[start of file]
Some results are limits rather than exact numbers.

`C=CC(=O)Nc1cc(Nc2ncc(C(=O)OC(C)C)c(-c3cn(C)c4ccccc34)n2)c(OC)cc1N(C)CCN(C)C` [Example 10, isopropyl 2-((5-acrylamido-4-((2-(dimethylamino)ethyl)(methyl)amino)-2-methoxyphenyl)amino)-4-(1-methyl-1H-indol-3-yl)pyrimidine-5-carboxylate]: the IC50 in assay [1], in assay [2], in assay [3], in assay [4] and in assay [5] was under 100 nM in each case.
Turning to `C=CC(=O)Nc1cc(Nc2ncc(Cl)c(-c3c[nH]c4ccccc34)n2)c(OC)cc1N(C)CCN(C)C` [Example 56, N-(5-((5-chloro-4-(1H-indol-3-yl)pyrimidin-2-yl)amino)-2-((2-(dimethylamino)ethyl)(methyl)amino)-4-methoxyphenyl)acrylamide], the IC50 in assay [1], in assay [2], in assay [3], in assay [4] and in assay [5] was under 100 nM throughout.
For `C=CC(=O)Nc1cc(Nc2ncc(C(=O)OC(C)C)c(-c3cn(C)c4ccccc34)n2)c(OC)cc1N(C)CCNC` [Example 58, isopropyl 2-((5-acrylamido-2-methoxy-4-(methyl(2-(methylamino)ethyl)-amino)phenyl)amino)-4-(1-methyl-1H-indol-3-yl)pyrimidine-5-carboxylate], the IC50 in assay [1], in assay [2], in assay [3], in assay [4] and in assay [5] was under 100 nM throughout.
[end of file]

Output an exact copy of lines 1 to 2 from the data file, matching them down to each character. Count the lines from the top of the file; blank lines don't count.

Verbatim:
Some results are limits rather than exact numbers.

`C=CC(=O)Nc1cc(Nc2ncc(C(=O)OC(C)C)c(-c3cn(C)c4ccccc34)n2)c(OC)cc1N(C)CCN(C)C` [Example 10, isopropyl 2-((5-acrylamido-4-((2-(dimethylamino)ethyl)(methyl)amino)-2-methoxyphenyl)amino)-4-(1-methyl-1H-indol-3-yl)pyrimidine-5-carboxylate]: the IC50 in assay [1], in assay [2], in assay [3], in assay [4] and in assay [5] was under 100 nM in each case.